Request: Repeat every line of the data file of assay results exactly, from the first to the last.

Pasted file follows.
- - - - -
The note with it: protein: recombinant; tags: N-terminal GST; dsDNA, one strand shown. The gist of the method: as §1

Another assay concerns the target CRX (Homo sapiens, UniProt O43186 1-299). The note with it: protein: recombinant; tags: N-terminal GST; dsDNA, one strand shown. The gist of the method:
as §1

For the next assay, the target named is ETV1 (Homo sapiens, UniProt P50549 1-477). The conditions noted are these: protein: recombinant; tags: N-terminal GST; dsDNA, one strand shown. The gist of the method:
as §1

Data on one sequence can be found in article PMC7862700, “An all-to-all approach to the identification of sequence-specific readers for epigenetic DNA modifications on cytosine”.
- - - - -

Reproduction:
The note with it: protein: recombinant; tags: N-terminal GST; dsDNA, one strand shown. The gist of the method: as §1

Another assay concerns the target CRX (Homo sapiens, UniProt O43186 1-299). The note with it: protein: recombinant; tags: N-terminal GST; dsDNA, one strand shown. The gist of the method:
as §1

For the next assay, the target named is ETV1 (Homo sapiens, UniProt P50549 1-477). The conditions noted are these: protein: recombinant; tags: N-terminal GST; dsDNA, one strand shown. The gist of the method:
as §1

Data on one sequence can be found in article PMC7862700, “An all-to-all approach to the identification of sequence-specific readers for epigenetic DNA modifications on cytosine”.